ISSN: 1391 - 0531
Sunday, March 11 , 2007
Vol. 41 - No 41

Chikungunya revisited

The Chikungunya (CKG) epidemic took Sri Lanka more by storm than by surprise toward the final quarter of 2006, for this viral infection has, in fact, been around in Southeast Asia and Africa for many, many years. The countries affected included India, Thailand, Vietnam, Myanmar, Indonesia, the Indian Ocean Islands (in particular Re-union Islands) and East Africa.

The first recorded epidemic of this viral affliction, in 1952, was in Tanzania.

Similar epidemics were also reported in Bangkok (1960), India (1964), Sri Lanka (1965), Vietnam and Myanmar (1975), Indonesia (1979), returning to India in 2006 and, from October last year, also to Sri Lanka.

In Sri Lanka, the illness was initially described in 1965 as a clinical and a haematological entity by astute physicians investigating a viral illness strikingly similar to dengue then raging in Colombo. The origins of the current outbreak of the epidemic in the country can be traced to Tanzania, from where it spread to Bangkok, then to India and - via Kerala - to Mannar, Jaffna, Batticaloa, Kalmunai, Puttalam and Colombo.

The highest number of infections reported so far in Sri Lanka was from Puttalam. The explosive nature of the latest epidemic is perhaps attributable understandably to the lack of natural immunity in the country’s population as a whole, considering that the previous ‘visitation’ of this virus goes back over forty years. There is also the possibility of the virus in the intervening period having mutated to acquire a heightened degree of virulence, resulting not only in the higher rates of infection reported but also in severity as well as the unusual manifestations reported this time round. The animal hosts of the virus are monkeys and baboons. Once ingested by the mosquito, the virus replicates in the gut of the carrier. The mosquito remains infective throughout its life-cycle which is about 6 weeks. When an infected mosquito bites a human, the virus transfers into the bloodstream, multiplies in the endothelial cells and spreads to the other tissues in the human body such as the joints. Aedes Egypti and Albopictus, mosquitoes that feed during the day, help spread the Chikungunya infection.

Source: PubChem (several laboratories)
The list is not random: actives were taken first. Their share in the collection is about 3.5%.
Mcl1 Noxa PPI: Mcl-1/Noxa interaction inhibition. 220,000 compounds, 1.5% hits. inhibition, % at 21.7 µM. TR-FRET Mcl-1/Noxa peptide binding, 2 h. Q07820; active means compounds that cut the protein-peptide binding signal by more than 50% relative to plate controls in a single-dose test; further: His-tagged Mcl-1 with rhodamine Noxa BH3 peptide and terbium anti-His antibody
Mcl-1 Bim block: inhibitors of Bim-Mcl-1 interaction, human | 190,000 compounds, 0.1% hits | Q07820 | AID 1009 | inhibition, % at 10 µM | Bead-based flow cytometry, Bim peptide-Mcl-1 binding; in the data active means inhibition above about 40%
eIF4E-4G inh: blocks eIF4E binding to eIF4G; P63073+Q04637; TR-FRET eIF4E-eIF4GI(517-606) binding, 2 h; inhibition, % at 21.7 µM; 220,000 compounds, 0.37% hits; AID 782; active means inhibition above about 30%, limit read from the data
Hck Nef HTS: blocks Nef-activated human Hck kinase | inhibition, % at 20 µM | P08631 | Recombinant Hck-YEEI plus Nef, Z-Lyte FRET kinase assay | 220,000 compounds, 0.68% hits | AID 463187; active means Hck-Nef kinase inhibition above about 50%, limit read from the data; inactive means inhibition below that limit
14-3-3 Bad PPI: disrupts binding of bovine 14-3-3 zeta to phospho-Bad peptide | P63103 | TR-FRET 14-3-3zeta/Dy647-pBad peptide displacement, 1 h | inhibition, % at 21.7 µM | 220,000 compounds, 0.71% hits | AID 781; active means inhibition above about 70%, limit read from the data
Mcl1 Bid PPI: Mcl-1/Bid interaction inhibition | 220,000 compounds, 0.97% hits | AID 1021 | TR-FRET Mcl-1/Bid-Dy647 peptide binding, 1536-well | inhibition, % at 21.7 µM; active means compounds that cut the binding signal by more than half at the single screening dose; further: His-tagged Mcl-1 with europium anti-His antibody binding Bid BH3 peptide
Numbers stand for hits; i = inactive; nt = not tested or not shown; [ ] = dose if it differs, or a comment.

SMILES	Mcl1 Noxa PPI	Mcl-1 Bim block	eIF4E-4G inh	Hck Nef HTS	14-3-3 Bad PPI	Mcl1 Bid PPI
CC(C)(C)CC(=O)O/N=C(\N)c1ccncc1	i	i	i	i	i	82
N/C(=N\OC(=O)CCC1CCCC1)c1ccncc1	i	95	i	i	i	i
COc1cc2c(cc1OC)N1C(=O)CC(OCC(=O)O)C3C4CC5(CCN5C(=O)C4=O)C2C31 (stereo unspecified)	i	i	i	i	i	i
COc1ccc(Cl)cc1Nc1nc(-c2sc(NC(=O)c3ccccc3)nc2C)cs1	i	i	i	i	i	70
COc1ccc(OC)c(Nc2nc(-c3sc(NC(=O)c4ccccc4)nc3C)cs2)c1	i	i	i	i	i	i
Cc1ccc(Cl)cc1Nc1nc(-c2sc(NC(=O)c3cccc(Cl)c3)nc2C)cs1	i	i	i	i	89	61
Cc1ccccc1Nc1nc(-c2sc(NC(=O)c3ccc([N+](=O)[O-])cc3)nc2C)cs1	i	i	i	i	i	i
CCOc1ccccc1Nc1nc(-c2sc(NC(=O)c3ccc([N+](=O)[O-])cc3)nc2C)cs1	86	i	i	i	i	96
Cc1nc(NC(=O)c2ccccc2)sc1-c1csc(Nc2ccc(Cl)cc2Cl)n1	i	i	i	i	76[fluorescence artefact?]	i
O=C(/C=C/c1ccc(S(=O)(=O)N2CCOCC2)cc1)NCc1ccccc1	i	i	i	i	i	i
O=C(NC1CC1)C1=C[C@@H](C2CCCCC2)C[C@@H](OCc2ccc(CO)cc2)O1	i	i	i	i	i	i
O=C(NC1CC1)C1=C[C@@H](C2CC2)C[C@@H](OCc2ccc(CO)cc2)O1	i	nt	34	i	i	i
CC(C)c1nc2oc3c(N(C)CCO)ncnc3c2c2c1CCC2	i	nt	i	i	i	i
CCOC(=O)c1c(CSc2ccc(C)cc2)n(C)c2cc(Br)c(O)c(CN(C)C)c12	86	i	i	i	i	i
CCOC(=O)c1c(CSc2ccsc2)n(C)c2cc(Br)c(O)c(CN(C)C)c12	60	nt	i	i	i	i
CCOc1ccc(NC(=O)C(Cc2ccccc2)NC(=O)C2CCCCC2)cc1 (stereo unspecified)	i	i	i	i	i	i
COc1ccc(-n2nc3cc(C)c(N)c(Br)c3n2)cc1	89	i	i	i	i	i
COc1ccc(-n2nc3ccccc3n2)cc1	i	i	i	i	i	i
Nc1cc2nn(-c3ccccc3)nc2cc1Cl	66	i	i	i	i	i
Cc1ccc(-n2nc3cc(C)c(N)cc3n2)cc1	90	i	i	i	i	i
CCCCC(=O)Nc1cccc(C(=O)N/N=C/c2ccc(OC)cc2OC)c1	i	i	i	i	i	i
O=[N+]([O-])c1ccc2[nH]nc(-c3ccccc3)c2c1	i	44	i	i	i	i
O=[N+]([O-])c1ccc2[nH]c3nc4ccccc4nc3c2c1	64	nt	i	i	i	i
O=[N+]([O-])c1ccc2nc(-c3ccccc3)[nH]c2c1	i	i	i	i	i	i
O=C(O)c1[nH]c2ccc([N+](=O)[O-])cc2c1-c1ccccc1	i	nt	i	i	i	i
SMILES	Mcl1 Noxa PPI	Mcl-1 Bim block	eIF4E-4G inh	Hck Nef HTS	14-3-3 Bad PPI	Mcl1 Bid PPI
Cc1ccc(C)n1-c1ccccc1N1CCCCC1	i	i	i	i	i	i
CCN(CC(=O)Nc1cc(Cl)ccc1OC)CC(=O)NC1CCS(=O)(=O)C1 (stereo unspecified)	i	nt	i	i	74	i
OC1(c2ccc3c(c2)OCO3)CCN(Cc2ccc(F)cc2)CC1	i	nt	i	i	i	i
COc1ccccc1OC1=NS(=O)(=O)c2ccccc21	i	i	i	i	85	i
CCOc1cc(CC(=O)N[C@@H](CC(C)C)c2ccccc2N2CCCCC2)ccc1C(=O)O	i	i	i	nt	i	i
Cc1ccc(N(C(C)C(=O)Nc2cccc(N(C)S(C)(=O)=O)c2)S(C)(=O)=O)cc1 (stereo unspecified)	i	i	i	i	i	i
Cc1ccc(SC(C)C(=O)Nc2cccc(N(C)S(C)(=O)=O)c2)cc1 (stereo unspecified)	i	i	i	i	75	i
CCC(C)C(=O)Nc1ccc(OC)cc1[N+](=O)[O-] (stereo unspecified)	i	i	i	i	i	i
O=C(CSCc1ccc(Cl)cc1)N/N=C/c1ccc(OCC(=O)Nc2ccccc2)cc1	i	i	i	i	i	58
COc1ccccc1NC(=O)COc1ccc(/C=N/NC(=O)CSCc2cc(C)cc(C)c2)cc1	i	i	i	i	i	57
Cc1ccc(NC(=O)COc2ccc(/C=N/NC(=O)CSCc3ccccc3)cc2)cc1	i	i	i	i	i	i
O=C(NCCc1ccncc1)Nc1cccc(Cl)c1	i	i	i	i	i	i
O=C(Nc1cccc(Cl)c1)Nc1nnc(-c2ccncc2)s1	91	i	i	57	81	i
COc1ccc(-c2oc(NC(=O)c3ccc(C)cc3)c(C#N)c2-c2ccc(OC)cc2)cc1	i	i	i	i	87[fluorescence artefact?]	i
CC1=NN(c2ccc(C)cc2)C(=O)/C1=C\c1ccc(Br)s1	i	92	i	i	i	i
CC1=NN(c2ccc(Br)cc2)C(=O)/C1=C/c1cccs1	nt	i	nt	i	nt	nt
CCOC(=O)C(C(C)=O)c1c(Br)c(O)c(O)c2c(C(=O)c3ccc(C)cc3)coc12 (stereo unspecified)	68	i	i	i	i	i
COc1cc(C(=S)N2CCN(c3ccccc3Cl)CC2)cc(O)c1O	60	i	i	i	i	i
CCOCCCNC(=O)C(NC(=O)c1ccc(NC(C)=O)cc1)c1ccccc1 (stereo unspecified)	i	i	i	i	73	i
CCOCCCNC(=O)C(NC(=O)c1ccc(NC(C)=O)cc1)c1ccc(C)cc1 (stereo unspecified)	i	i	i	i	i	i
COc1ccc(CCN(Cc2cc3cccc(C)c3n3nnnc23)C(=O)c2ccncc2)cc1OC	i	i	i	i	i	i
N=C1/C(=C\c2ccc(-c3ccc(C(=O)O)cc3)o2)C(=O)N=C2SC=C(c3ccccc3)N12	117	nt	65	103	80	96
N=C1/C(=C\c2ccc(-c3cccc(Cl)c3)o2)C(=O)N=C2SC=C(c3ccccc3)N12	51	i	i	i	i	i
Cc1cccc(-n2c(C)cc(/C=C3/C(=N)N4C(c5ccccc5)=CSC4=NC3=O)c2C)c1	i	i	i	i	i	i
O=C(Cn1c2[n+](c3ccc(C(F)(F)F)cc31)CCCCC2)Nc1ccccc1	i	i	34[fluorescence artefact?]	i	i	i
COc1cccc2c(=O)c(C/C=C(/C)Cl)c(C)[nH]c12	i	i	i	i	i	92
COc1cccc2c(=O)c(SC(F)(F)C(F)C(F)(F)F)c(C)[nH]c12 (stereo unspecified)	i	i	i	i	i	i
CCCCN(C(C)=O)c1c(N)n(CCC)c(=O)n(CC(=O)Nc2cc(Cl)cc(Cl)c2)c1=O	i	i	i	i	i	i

Chikungunya affects all age groups. It begins with a sudden and acute onset of fever accompanied by chills and shivering which last for about three days, and causing severe muscle and joint pains. Loss of appetite is pronounced and may be accompanied by vomiting and loose motions. There may be large, red, extremely tender patches on the shins (like erythema nodosum/cellulitis) or a reddish rash similar to measles on the body, ulcers in the mouth, flushing of the face and redness of the eyes. There may also be swelling and tenderness over veins, particularly on the lower limbs. All the above-mentioned ‘symptoms’ may or may not be manifest in all victims; in fact, a mild infection – or what is known as an asymptomatic attack - could even pass unnoticed. The treatment recommended is two Paracetamol tablets six-hourly and bed rest, with plenty of fluids taken orally. Should there be vomiting, or if dehydration is detected, the patient may need to have fluids administered intravenously.

Two to four weeks after an acute attack some patients develop a post-viral arthritis involving any joint in the body, with early morning stiffness. There may be episodic recurrences of joint pains. Itching of the body and desquamation of the skin is also common at this stage.

Patients have been known to display signs of peripheral neuritis, facial palsy, foot-drop, carpal tunnel syndrome, ataxia, loss of balance and memory loss. These are clinical observations and have not been established through biochemical and nerve conduction studies. Fortunately Paracetamol and NSAIDs, though not curative, are known pain-relievers. The use of Chloroquin and steroids has also been suggested, but there is no established clinical evidence to support resort to these modalities of treatment. Joints, having a history of previous injury, and those often used in a repetitive fashion, seem more likely to develop arthralgia.

As regards investigations, a full blood count and liver enzymes test is advised. The platelet count may be low like in dengue fever, as is the white cell count. The specific tests needed are PCR for viral antibodies at the onset of the illness and Chikungunya (CKG) antibodies five days after the onset of the illness.

This description of the illness is from personal experience, the history derived from patients and from discussions with doctors involved in treating CKG patients. It is neither meant nor claimed to be evidence-based medicine.

The good news is that though CKG may be a long, smouldering illness, there is no evidence up to now of chronic sequelae. The best news, however, is that immunity from CKG lasts a lifetime.

By Dr Selvie Perera – fellow-victim

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Copyright 2007 Wijeya Newspapers Ltd.Colombo. Sri Lanka.